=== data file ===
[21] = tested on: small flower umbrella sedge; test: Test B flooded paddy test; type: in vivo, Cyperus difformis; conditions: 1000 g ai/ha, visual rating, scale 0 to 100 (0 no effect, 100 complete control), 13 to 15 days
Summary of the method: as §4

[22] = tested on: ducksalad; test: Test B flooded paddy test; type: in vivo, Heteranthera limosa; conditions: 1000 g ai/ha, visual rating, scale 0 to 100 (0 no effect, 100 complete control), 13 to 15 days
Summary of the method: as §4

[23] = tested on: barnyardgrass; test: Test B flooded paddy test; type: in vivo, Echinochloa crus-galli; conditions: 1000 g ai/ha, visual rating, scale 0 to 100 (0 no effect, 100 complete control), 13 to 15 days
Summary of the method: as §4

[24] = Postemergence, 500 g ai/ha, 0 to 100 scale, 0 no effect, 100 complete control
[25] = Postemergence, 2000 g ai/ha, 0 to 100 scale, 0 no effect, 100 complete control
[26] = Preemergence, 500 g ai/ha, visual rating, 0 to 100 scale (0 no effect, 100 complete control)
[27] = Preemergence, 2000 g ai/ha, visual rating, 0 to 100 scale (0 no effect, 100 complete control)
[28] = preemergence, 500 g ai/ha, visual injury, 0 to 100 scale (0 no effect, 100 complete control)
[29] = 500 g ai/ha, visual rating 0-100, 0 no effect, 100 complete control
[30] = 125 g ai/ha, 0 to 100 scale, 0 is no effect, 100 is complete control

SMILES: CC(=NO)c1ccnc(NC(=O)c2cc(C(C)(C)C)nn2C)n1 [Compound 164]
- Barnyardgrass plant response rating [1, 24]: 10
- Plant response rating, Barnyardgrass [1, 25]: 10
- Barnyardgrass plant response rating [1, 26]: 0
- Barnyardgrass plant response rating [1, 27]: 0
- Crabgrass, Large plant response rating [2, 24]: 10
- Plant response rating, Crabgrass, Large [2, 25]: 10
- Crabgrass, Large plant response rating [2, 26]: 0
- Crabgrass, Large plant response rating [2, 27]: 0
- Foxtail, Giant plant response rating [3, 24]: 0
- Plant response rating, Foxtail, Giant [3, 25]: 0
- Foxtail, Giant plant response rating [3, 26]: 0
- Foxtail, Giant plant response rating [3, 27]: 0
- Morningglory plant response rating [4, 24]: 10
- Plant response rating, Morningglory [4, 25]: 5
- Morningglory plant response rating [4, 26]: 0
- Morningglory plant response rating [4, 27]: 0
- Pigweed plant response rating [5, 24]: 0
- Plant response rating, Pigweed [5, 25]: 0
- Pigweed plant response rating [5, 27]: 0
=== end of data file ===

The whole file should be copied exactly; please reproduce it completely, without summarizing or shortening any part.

[21] = tested on: small flower umbrella sedge; test: Test B flooded paddy test; type: in vivo, Cyperus difformis; conditions: 1000 g ai/ha, visual rating, scale 0 to 100 (0 no effect, 100 complete control), 13 to 15 days
Summary of the method: as §4

[22] = tested on: ducksalad; test: Test B flooded paddy test; type: in vivo, Heteranthera limosa; conditions: 1000 g ai/ha, visual rating, scale 0 to 100 (0 no effect, 100 complete control), 13 to 15 days
Summary of the method: as §4

[23] = tested on: barnyardgrass; test: Test B flooded paddy test; type: in vivo, Echinochloa crus-galli; conditions: 1000 g ai/ha, visual rating, scale 0 to 100 (0 no effect, 100 complete control), 13 to 15 days
Summary of the method: as §4

[24] = Postemergence, 500 g ai/ha, 0 to 100 scale, 0 no effect, 100 complete control
[25] = Postemergence, 2000 g ai/ha, 0 to 100 scale, 0 no effect, 100 complete control
[26] = Preemergence, 500 g ai/ha, visual rating, 0 to 100 scale (0 no effect, 100 complete control)
[27] = Preemergence, 2000 g ai/ha, visual rating, 0 to 100 scale (0 no effect, 100 complete control)
[28] = preemergence, 500 g ai/ha, visual injury, 0 to 100 scale (0 no effect, 100 complete control)
[29] = 500 g ai/ha, visual rating 0-100, 0 no effect, 100 complete control
[30] = 125 g ai/ha, 0 to 100 scale, 0 is no effect, 100 is complete control

SMILES: CC(=NO)c1ccnc(NC(=O)c2cc(C(C)(C)C)nn2C)n1 [Compound 164]
- Barnyardgrass plant response rating [1, 24]: 10
- Plant response rating, Barnyardgrass [1, 25]: 10
- Barnyardgrass plant response rating [1, 26]: 0
- Barnyardgrass plant response rating [1, 27]: 0
- Crabgrass, Large plant response rating [2, 24]: 10
- Plant response rating, Crabgrass, Large [2, 25]: 10
- Crabgrass, Large plant response rating [2, 26]: 0
- Crabgrass, Large plant response rating [2, 27]: 0
- Foxtail, Giant plant response rating [3, 24]: 0
- Plant response rating, Foxtail, Giant [3, 25]: 0
- Foxtail, Giant plant response rating [3, 26]: 0
- Foxtail, Giant plant response rating [3, 27]: 0
- Morningglory plant response rating [4, 24]: 10
- Plant response rating, Morningglory [4, 25]: 5
- Morningglory plant response rating [4, 26]: 0
- Morningglory plant response rating [4, 27]: 0
- Pigweed plant response rating [5, 24]: 0
- Plant response rating, Pigweed [5, 25]: 0
- Pigweed plant response rating [5, 27]: 0